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I Forge Iron

Newbie smith, hello.

Michael B

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Welcome to the site.

Pack a lunch and a cold drink and start reading the sections that are of interest to you. Usually the stickies and pinned topics are a good place to start.

What equipment? All you need is something to hit with, something to hit on, some metal to hit, and a way to get it hot so it moves easier. Next time your near hobby supplies, get a brick of modeling clay (under $5) to practice with and use for problem solving. 

Look for a blacksmithing group or organisation near you. Go to the meetings. You will learn more in a couple of hours than you can ever imagine. They are the source for your tools and equipment. 


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Glenn is ever optimistic. His little blacksmithing site has a outgrown a cold drink and a sandwich. I suggest staging your computer between the bathroom and the fridge. Forget that, just move the computer and fridge into the bathroom!

First off go to the pinned posts in the various headings, solid fuel forges, anvils and such. Plenty of ideas on how to put together a cheap to no cost kit. From their you can forge the tools to improve your kit and so on. Then come back and we will help you sort out a low to no cost effective and efficient forge, scrounge up a low cost or free effective anvil and show you the tools you need and how to forge them.


Unlike YouTube and other sites IFI is a peer reverted interactive document supported buy working smiths and talented holiest from around the world. Bad and dangerous advice will be called out, and experts from many difrent feilds weigh in on a veritable of topics. 

Welcome the IFI, meds on the right, straitjackets on the left. And keep your hands off my crayons!

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thank you both for the warm welcome, ive spent the past several hours reading  all around and some of the things. you in particular, Charles have helped a lot already,  namely  here 

im already extremely excited by the sheer amount of information i have at my access, i am happy I'm getting into this as young as i am(a measly 16) and look forward to learning from you all the ancient trade.

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We all wish we had the opportunity to have started when we were 16, or earlier.

This post may come as a total surprise because it will go against everything you think you know. There is no perfect forge, no perfect anvil, no perfect hammer, no perfect pair of tongs, and for that matter, no perfect anything. If there were, we all would have that forge, that anvil, that hammer and etc. No one ever said you could have just one. It is when you have two of a thing that you find one thing does something the other thing can not do. Look at the photos and notice the rows of hammers, rows of tongs, and multiples of other tools. Each has it's own special purpose or way it does something. 

Blacksmithing is not a goal. Blacksmithing is a quest, it is always wanting to learn more.  Each thing you learn, each technique, and each way to do something is a measure of success. It is the fire in your belly that makes things happen. Others will try to diminish your talent, your success, your dreams, and put the fire out. Thank them and walk away. Learn from those that are smarter than you. Find people that want you to succeed and take joy in being a small part of your success. Be ever respectful as they have the knowledge you seek, and a depth of knowledge that will serve you long into the future.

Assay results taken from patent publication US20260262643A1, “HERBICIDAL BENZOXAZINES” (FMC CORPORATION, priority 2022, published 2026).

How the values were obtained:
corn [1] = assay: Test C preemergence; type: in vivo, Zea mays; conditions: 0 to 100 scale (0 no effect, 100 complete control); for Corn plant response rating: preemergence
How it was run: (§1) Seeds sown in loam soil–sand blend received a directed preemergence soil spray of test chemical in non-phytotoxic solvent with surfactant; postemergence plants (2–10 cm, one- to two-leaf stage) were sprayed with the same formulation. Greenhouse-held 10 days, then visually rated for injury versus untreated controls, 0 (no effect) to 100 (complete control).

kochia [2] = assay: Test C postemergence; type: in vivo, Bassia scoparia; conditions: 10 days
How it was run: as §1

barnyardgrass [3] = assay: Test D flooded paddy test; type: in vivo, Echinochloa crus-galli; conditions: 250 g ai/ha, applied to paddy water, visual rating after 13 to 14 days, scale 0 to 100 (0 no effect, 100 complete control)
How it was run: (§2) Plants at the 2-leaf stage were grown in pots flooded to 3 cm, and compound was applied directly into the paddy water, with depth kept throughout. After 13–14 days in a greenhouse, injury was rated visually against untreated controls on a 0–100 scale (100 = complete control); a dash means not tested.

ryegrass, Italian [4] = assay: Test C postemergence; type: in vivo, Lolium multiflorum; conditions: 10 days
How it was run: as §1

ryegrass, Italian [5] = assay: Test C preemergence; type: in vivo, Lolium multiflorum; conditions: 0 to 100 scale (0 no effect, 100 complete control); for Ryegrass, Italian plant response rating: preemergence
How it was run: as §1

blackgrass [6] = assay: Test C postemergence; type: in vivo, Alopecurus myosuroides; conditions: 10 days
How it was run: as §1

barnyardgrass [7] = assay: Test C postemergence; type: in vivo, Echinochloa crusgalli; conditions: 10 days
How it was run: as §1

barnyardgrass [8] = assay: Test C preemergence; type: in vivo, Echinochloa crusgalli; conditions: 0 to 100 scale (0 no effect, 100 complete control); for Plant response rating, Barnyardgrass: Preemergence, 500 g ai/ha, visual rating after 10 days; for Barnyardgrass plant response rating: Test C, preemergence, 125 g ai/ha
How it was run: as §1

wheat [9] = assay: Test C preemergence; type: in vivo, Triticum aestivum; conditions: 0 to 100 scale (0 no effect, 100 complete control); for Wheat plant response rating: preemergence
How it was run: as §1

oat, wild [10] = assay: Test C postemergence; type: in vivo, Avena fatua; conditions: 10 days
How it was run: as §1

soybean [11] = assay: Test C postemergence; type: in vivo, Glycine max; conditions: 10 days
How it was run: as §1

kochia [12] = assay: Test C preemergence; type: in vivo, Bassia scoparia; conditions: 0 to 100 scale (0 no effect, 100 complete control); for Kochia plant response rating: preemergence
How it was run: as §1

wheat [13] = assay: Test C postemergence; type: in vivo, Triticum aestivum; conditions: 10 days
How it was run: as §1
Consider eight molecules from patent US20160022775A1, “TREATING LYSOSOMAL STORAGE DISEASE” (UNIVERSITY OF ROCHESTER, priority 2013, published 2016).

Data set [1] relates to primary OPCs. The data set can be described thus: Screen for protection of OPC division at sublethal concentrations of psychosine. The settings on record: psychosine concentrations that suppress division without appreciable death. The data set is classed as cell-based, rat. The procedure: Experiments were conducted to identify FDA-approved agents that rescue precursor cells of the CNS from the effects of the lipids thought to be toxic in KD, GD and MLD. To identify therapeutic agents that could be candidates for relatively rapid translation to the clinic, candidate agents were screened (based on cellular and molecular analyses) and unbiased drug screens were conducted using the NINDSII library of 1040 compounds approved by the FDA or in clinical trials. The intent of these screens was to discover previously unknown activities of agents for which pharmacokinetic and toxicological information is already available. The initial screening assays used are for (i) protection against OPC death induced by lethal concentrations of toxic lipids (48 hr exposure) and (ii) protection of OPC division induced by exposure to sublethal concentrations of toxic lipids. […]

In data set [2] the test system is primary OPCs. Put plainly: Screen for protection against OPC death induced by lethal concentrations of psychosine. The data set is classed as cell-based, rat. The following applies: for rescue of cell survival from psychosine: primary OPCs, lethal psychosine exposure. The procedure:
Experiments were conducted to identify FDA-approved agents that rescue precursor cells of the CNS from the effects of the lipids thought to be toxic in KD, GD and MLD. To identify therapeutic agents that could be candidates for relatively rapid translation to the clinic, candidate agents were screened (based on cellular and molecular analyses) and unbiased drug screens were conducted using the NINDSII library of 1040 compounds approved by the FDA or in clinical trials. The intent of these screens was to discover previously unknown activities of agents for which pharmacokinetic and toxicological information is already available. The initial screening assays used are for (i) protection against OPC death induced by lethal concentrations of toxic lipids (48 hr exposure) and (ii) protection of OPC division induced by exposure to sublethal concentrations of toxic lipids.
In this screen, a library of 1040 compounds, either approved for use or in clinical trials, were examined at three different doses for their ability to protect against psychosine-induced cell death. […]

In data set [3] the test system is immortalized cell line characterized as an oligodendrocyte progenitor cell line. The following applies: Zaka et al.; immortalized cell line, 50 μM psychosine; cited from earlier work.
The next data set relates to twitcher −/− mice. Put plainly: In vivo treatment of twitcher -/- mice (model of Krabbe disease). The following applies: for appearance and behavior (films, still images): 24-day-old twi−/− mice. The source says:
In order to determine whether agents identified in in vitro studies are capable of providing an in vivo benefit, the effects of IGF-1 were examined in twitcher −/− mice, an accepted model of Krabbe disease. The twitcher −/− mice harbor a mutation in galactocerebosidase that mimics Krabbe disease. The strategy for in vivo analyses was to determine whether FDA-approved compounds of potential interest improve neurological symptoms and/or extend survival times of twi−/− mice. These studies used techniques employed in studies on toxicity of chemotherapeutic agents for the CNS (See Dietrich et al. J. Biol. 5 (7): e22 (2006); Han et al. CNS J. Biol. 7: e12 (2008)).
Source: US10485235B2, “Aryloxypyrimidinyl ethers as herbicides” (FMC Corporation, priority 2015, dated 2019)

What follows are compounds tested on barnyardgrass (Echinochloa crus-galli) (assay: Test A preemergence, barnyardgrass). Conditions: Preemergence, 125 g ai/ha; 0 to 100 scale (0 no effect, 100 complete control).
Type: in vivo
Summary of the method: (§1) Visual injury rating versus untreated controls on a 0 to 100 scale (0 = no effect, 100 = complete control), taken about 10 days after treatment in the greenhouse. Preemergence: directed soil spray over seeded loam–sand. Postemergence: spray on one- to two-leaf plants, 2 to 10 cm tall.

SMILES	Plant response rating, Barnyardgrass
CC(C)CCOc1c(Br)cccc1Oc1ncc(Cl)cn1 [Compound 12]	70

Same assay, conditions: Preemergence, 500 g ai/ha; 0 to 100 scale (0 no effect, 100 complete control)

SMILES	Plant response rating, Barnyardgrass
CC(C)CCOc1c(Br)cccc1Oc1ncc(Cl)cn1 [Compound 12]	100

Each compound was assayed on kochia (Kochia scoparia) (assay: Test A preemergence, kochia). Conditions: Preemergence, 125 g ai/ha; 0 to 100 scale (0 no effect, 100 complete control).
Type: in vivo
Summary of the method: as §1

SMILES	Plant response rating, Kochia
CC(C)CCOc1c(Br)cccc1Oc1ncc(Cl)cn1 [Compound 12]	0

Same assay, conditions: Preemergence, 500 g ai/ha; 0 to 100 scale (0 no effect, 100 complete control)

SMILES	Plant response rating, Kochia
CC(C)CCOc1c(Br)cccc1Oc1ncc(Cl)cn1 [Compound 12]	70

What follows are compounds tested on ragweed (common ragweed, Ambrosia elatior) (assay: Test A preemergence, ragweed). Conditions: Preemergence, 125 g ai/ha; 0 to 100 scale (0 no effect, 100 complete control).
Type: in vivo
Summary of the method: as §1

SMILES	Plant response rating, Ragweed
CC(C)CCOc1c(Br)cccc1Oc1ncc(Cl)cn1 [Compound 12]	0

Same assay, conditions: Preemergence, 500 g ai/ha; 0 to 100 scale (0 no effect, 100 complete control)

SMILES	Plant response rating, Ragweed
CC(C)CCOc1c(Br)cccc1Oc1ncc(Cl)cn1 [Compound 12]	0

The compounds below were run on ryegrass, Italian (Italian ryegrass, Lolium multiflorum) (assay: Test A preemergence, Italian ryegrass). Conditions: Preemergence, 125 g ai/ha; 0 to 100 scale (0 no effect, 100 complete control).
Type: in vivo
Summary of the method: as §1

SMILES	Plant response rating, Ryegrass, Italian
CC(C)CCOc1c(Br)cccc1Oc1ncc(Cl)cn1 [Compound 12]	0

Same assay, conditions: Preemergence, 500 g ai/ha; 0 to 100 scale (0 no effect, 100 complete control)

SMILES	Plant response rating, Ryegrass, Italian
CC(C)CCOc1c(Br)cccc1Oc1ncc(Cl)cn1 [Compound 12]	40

Reading is only a small part of the learning experience. You MUST take what you read to the forge and prove that the information is good, or not so good. You will find that there is nothing like hammer time to reinforce your learning, and to advance your knowledge. This is not regurgitating answers for a test. This is real life where you actually study, actually learn, then actually use that knowledge. There are no failures, just discovering ways that do not work. So fix it by studying and learning and practicing the proper techniques and ways of doing things.  No one can take knowledge away from you. 

That fellow that you admire, that has been a blacksmith for 20 years. Well you can be that good or better 20 years if you start now. And 20 years from now some young kid will look at you in awe, and wish he could be half as good as you are.  It is going to happen, are you up for the challenge?

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I'm ready for an everlasting quest, to forever seek more, to have an unyielding need to improve me. So Glenn, yes i am up for the challenge. I seek to learn from those my elder, and to in time teach to those my junior. To you, i give my gratitude for enabling me to be here.

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You will be lucky if it just laughs at you---it can bite too!

And please read up about PPE: Personal Protective Equipment: a lot of things in smithing are cumulative issues so abusing your joints with too heavy a hammer or bad form, Lifting too heavy items or with bad form, not wearing safety glasses or not using hearing protectors---you may laugh at this now but give it a few decades and you can find yourself a broke down old smith at a young age while others are still smithing in their 80's!

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